The Greek-language press appeared in Australia in 1913 – when the first Greek weekly newspaper was published in Melbourne.
In South Australia, the local Greek community published a short-lived newspaper called “Oceanis” in 1914.
On November 16, 1926, George Marcellos and John Stilson published a pamphlet entitled “Panellinios Kyrix” which was to become the second national Greek newspaper in Australia. In 1935 and 1936 a third newspaper was published, “Faros”. In 1957, the Greek-language newspaper “Neos Kosmos” was founded by Dimitris Gogos, Bill Stefanou and Alekos Doukas, followed by a number of titles that did not last long, the most important of which was “Tahidromos”, founded in 1968.
Since 1994, the “Paroikiako vima” has been released, which is printed in Renmark and informs the Greek community in South Australia.
Today there are three newspapers (“Neos Kosmos”, “Kosmos” and “Ellinikos Kirikas”), while the presence of the Greek Radio Program of the multicultural State Station SBS is also remarkable.
Following changes in Greece since the mid-1970s, including the fall of the Colonels’ Dictatorship in 1974 and Greece’s formal accession to the European Union, Greek immigration to Australia slowed after the peak of 160,100 arrivals in 1971. Within Australia, Greek immigrants have always been “extremely well organized socially and politically”, with around 600 Greek organizations in the country until 1973, while managing to maintain their religious faith and cultural identity.
In 2010’s Greeks come again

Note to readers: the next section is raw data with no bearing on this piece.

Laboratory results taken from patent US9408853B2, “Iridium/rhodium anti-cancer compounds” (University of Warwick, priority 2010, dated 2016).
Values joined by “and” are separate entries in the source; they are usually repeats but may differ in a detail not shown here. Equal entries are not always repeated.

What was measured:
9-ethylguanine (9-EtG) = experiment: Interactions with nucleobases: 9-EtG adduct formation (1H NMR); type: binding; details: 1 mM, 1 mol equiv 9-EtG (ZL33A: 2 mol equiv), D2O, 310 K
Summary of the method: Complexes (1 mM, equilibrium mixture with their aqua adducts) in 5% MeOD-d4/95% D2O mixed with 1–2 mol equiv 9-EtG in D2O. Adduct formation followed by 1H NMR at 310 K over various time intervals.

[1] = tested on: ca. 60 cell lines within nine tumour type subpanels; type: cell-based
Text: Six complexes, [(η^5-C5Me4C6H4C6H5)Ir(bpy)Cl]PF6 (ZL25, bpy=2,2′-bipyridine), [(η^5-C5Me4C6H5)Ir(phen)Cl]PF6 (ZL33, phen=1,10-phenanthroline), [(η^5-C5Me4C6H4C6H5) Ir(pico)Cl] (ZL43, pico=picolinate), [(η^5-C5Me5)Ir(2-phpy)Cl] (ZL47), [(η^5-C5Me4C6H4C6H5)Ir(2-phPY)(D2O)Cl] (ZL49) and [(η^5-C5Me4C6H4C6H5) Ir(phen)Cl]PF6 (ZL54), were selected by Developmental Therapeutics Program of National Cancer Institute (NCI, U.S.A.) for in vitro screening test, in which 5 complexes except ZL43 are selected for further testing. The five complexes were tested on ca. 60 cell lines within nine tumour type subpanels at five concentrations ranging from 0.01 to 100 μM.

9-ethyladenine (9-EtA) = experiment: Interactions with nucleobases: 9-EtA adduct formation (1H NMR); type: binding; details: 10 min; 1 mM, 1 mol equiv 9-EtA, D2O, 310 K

Since 2000, Greek immigration to Australia has declined. Also, during the years 2000–2009, many Greek-Australians returned to Greece to discover their homeland and reconnect with their ancestral roots. But the Greek economic crisis was growing and the opportunities for Greek-Australians living temporarily were limited. Due to this, many Greek-Australians shortened their planned long stays in Greece and returned to Australia.
In the early 2010s, there was an increase in Greek migration flows to Australia due to unemployment and the economic crisis in Greece. This led to the return of many Greek-Australians who had gone to Greece before the crisis, who were accepted by the large Greek-Australian community mainly in Melbourne.
The largest concentration of Greeks in Australia is in the state of Victoria, which is often considered the heart of the Greek-Australian community. The last census of 2016 recorded 93,740 people of Greek descent born in Australia, a decrease of 6.2% from the 2011 census. The distribution of 2011 by state and territory showed that Victoria had the largest number of Greek descent with 110,707, followed by New South Wales (81,683), South Australia (22,993), Queensland (10,538) and Western Australia (4,790).
According to a census released by the Statistical Office of Australia in 2016, Australians of Greek descent are predominantly Christian Orthodox (91.4%). The Holy Archdiocese of Australia, based in Sydney, under the newly elected Archbishop Makarios in 2019, and with its extensive network of parishes and monasteries (123 churches and 8 monasteries), is a pan-Australian institution with Ecclesiastical, educational, social and charitable activity in the field of the Greek Diaspora.
In 2016 (again according to the Statistical Office of Australia) Greek was spoken at home by 237,588 Australians, a decrease of 5.8% from the 2011 census. Greek is the seventh most frequently spoken language in Australia after English, Mandarin, Arabic, Cantonese, Vietnamese and Italian.